PSLV: Powering through failures with its many successes

01 Sep 2017 | Written by Anupama Vijayakumar; Edited by Gaurav

The Polar Satellite Launch Vehicle (PSLV), through its reliable cost-effective launches, has played a key role in ISRO's successes over the past two decades.

So far, the PSLV has had 39 successes to its credit and merely 2 failures. It suffered its first failure in 20 years yesterday, when it failed to launch IRNSS-1H.

Let's know more about its successes and its recent failure!

In context: PSLV: ISRO's tireless space workhorse

31 Aug 2017Mission to launch ISRO's navigation satellite IRNSS-1H fails

On August 31, ISRO launched its navigation satellite, IRNSS-1H at 7 pm from the Satish Dhawan Space Centre, Sriharikota.

However, the mission was unsuccessful due to a heat shield failure.

The satellite was launched by ISRO's star launch vehicle PSLV-C39, and was expected to enhance India's own GPS-like system called NavIC.

IRNSS-1H was India's first satellite built with active private sector collaboration.

01 Sep 2017PSLV: Powering through failures with its many successes

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What?PSLV: ISRO's workhorse

The Polar Satellite Launch Vehicle was developed in the early 1990s at the Vikram Sarabhai Space Center in Kerala to launch objects into a polar orbit.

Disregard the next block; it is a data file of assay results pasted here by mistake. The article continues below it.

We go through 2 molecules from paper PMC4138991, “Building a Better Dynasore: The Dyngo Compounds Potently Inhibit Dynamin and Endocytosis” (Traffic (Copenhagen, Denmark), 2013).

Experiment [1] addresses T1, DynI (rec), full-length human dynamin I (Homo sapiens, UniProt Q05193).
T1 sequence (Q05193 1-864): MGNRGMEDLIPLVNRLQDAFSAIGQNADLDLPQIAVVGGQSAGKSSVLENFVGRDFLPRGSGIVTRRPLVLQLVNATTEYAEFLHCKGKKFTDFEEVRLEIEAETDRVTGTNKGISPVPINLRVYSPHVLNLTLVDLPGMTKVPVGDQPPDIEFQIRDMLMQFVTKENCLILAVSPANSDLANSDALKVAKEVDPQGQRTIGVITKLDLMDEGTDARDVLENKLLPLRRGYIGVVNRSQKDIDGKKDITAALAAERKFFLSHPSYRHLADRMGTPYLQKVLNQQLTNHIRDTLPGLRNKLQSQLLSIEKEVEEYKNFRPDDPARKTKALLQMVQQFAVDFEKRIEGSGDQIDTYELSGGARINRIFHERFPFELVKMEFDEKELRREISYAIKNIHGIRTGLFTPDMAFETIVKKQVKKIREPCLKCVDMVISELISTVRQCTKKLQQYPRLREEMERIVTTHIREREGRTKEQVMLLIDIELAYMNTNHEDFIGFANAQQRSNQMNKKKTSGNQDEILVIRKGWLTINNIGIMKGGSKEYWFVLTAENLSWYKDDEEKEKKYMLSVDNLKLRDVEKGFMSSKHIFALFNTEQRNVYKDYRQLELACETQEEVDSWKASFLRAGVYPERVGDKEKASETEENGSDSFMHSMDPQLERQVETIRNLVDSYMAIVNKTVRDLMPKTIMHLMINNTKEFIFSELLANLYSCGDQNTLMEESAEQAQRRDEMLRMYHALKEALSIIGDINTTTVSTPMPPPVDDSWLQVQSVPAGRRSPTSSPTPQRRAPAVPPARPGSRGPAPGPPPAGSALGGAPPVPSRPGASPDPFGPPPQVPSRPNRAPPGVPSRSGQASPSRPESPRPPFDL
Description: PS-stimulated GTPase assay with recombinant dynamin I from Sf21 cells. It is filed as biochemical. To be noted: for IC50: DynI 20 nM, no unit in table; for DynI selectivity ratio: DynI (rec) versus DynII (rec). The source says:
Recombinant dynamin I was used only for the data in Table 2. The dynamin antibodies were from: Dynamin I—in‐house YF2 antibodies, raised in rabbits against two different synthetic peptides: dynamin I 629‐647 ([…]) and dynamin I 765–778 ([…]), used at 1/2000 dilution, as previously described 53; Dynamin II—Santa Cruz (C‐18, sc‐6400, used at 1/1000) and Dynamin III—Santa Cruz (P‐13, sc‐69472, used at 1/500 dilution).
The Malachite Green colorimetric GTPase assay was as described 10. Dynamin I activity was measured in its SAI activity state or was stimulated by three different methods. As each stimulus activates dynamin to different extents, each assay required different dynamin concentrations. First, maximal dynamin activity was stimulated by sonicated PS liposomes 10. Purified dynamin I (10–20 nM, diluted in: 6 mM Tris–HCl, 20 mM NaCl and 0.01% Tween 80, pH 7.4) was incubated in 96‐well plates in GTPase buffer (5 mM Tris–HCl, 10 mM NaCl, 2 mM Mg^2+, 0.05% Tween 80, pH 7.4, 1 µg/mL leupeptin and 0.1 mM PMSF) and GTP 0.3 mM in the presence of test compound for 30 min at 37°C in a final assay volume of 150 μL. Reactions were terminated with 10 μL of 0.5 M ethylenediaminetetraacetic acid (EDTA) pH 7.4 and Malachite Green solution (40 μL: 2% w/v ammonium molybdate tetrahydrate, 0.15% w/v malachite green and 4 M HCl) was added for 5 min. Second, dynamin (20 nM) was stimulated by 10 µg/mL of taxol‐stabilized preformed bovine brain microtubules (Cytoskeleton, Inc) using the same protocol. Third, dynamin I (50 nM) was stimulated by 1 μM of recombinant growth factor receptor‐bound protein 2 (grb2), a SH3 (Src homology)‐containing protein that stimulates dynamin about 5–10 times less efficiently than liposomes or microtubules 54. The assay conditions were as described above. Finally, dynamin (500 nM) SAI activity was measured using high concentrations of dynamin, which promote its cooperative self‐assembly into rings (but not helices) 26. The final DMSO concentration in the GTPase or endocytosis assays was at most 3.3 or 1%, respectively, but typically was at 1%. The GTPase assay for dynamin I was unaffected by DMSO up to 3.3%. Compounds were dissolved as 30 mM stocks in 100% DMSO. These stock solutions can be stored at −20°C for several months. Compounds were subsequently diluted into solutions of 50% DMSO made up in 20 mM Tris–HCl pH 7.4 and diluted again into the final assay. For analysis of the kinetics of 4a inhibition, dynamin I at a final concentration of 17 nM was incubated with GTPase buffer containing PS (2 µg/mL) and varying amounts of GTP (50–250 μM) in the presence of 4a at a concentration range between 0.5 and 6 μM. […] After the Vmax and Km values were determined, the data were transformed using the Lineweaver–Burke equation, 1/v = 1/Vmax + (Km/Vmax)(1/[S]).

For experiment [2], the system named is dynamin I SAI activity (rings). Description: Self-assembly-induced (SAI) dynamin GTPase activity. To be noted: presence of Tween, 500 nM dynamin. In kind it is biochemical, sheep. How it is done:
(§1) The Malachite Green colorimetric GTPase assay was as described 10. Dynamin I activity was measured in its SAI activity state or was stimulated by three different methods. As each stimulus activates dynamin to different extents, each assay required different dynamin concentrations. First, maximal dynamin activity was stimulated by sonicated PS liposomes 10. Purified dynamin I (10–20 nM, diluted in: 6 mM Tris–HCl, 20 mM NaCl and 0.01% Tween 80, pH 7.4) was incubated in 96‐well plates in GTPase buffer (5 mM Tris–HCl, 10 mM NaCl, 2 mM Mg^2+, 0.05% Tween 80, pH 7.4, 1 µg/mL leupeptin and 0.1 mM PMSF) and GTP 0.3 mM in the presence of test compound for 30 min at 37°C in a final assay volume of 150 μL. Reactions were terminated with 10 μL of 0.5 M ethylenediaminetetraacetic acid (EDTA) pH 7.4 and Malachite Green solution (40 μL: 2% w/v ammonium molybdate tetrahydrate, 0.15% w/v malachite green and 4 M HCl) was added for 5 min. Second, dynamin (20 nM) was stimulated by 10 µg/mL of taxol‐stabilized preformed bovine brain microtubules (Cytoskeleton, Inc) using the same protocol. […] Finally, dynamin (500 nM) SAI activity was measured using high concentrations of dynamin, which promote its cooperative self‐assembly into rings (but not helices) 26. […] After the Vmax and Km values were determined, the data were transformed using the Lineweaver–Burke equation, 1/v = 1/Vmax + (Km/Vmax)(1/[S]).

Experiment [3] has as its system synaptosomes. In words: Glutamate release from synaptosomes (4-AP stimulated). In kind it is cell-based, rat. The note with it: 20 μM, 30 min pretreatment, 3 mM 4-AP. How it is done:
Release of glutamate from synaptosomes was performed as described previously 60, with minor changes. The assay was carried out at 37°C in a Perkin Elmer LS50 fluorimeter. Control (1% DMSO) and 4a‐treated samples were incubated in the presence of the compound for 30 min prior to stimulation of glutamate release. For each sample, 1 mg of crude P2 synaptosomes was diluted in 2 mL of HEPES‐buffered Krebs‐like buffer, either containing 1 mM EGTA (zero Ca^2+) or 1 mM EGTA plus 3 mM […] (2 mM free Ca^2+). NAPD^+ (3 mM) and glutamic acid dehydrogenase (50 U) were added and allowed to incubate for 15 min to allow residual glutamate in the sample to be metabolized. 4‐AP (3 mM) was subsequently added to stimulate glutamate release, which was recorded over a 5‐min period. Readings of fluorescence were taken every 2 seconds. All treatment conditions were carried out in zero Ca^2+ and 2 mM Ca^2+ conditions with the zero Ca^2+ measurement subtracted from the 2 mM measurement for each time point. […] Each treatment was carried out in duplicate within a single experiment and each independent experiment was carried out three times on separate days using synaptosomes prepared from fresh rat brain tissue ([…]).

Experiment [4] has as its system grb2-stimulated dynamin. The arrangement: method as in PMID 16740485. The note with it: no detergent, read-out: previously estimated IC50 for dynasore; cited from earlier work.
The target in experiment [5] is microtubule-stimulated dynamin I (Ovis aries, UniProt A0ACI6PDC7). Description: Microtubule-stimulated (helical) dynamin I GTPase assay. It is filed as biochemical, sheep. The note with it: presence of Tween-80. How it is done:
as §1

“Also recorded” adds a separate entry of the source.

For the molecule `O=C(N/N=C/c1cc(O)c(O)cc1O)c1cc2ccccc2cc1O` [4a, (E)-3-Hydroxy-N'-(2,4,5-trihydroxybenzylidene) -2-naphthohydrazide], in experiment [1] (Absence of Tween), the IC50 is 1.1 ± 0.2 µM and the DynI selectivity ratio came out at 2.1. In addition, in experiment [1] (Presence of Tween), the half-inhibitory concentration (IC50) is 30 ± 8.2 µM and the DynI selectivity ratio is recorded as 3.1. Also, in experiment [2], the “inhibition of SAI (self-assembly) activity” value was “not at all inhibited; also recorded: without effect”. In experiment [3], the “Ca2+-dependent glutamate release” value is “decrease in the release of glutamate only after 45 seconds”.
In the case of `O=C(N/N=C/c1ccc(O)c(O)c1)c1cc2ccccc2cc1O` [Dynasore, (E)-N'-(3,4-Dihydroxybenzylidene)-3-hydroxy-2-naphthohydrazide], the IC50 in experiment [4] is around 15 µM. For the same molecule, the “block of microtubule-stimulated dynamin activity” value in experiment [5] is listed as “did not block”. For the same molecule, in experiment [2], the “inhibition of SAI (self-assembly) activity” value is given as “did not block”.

With 41 successful launches to its credit, PSLV boasts of a successful record.

The 4-stage 320 tonne craft has also launched 209 foreign satellites since 1999. Between 2013-15, these foreign satellite launches fetched ISRO $101 million.

PSLV: Failed launches explained

Prior to its unexpected failure in the IRNSS-1H launch, the PSLV last experienced disappointment during its first launch attempt in 1993. Its failure was attributed to a technical glitch between the second and third stages. It also experienced a partial failure during a 1997 launch.

SuccessesThe many feathers in PSLV's cap

PSLV has successfully carried India's high-prestige payloads including its first lunar probe, Chandrayaan-I (2008), the Mars Orbiter Mission (2014) and Astrosat (2015), India's first space observatory.

It launched a record number of 104 satellites in one go in February 2017.

PSLV further met with a remarkable success in June 2017, when it launched 30 nano-satellites along with military surveillance satellite, Cartosat-2.

PSLV: The world's cheapest launch vehicle

Marketed as the world's cheapest launch vehicle, PSLV has seen a boost in orders through the past decade, especially after the Mars-orbiter Mission. Compared to European Union's Ariane and SpaceX's Falcon 9, PSLV launches cost far less.
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Future missionsWhat next?

ISRO is counting on PSLV to realize two major projects: Chandrayaan-2 and the second Mars mission.

ISRO and its commercial arm Antrix Corp. are also planning to make PSLV launches commercially attractive, along with working towards increasing the frequency of launches.

ISRO will also be banking on PSLV's capability to launch multiple satellites in one go, to bring hi-speed internet services to India.